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“I think if I had to put a finger on what I consider a good education, a good radical education, it wouldn’t be anything about methods or techniques. It would be about loving people first. And that means all people everywhere, not just your family or your own countrymen or your own color. And wanting for them what you want for yourself. And then the next is respect for people’s ability to learn and to act and to shape their own lives.
– Myles Horton, We Make the Road By Walking
I somehow stumbled upon this quote again, and it puts into words all that I believe in, and all that I want to do with Tutoría both in Singapore and in Thailand.
I recall my teaching days and sometimes I felt that it was easy to lose sight of this, chasing students for deadlines and homework, scolding and yelling in class or wishing I had a fiercer face so that kids won’t muck around during lessons or that I could control the class with a stare.
While I understand that discipline is love, I also knew I didn’t always act that way. Sometimes I was disciplining because of me, my ego of winning an argument that seemed to get the better of me. And they knew how to get to you. Other times it was just difficult to love. Kids with anger management problems blowing up and affecting the class (yes, names are coming to mind) or kids who just simply defiant, with irritating behaviors that irk the hell out of you, offensive, hurtful or still can’t seem to get it when you’ve got a gazillion other things to do and you’re not sure how else to explain the word ‘twice’. I hope other teachers can identify, or maybe it’s just me who struggles with this.
What I learned in Mexico began to topple these ideas of control – as scary as it sounds – and deal with the person in a one-on-one relationship, at their time and emotional state, and then go beyond that to believe that each one of them can do the same for someone else too. And they can do it, and there is a way to train them to do so.
I saw just that in Padoongrasdra School in Phitsanulok. This was my 3rd visit already to do training with the teachers and students in English at the Primary 4 level. This time was the most fun because after training pockets of students, we were finally rolling out the lessons into the main classroom. Armed with 16 trained student-tutors, we brought in the class of 40 to receive Tutoría training from their fellow classmates. We wanted to live out their school name – that many hands hold education – with students taking ownership and driving learning at school in a very real way.
The class came in, group by group and got seated. When the last group walked in, I was introduced to Guy as ‘the kid who was kind of impossible to teach.’ Teacher Mu said he had the shortest attention span and it’s so hard for him to remember anything. I said hi and his teacher seated him a bench of his own. He sat there without a partner, probably thinking, I’m not going to learn today, again.
As I was organizing the class, Teacher Mu sat down with Guy and began tutoring him. I moved over to him and saw Teacher Mu helping him with the flashcards of various places in the Tema called, “My Hometown”. She told me, he’ll only learn the 5 words instead of the original 9. I nodded and sat down next to Guy.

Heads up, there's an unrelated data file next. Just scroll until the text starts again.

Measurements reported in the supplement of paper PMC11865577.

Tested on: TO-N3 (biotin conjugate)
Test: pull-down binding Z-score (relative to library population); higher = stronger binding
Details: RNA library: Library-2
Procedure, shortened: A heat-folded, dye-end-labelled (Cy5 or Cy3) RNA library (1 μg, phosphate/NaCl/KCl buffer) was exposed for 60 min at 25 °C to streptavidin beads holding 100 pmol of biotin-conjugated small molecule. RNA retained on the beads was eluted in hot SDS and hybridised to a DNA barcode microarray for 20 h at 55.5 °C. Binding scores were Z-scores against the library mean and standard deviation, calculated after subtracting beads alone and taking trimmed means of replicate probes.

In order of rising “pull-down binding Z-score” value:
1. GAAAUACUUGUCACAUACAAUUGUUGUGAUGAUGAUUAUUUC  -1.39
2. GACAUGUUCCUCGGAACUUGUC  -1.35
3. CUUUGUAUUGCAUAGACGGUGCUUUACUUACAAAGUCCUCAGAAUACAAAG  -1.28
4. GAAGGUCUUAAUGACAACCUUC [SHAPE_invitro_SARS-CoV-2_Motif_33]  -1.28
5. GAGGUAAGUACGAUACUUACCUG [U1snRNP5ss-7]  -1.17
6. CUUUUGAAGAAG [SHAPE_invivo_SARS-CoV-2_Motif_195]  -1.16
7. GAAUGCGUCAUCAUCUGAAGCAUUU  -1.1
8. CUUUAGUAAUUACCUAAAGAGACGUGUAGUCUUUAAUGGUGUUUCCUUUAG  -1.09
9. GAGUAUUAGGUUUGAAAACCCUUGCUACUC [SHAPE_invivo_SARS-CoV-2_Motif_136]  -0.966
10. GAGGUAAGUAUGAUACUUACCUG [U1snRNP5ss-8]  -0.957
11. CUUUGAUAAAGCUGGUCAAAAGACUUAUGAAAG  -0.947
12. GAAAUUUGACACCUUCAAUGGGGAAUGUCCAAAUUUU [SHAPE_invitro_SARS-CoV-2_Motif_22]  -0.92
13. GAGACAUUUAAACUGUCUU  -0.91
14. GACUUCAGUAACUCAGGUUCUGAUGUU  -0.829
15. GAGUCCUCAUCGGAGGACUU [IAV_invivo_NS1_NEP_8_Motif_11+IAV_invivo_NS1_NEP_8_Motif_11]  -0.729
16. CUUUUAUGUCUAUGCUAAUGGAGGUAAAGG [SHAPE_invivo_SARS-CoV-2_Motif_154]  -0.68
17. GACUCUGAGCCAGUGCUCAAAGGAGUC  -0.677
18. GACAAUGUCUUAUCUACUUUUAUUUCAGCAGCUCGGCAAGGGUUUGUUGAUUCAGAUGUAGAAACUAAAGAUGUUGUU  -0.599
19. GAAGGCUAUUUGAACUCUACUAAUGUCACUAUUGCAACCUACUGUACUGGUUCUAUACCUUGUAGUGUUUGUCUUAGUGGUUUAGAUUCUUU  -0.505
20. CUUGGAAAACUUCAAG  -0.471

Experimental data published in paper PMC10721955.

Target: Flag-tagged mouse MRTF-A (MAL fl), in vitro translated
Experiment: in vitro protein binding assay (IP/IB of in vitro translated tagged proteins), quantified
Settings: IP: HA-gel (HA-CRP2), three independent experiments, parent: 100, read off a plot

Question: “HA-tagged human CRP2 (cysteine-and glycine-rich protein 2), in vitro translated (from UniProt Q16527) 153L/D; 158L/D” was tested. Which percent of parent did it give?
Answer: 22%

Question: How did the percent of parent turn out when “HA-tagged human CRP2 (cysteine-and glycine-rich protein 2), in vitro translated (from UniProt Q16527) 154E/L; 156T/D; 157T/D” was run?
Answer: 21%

Teacher Mu had left to help another child and left Guy with the five flash cards. I asked him what he was doing and he fell silent. Shyly, he showed me the bus and said ‘bus…’. Then he scrunched up his face and curled up, almost in agony in trying to remember what that place was. Suddenly he lit up, saying “Bus-ketball!” And then looked puzzled as that didn’t sounds right. He gave up, saying ‘I can’t remember.”
Slowly we worked together and mastered 3 places – the bus station, supermarket and zoo. I told him, if he learned them well enough, he could tutor some of his classmates. He just said, oh, I can’t be a tutor. I can’t do it. I just said when you’re ready, I’m sure you can.
I tried asking him to write the Thai phonetics or the thai translation of each of the places but Guy said, “Oh, Thai, I can’t – I can’t read Thai,” and then went back to the new flash cards. I then gave Guy a two-minute break to just relax. During those two minutes, I expected him to run around or doodle, but he took the cards again, with his head lowered and repeating under his breath, “bus station, zoo, temple, supermarket.” Another girl came around and read some of the cards. She stopped at one and then asked Guy, “What’s this?” Guy looked up, and proudly said, “Bus station!” I beamed in delight – that was exactly right.
Guy was so delighted, that when she left, he went through all the cards again, just over and over again. Out of the pile of 5, he glanced at the remaining stack of cards on the edge of the table. “How about these?” he shyly asked. I felt my heart about to explode with joy. He wanted to learn.
That’s the power of feeling worthy of learning and learning make you feel like you’re worth it. Today for a moment, I saw Guy, filled with that joy. And it’s those moments that you know that Tutoría empowers in the tiniest but most powerful way through the simple opportunity to share knowledge with someone else and empower them to do the same for another. Its FiftyFold.
If we could do more of that in our schools, our students would be in a very different place right and so would our world. With the new FiftyFolf team in Thailand, beginning in 8 schools next Jan, we’re slowly but surely well on our way.
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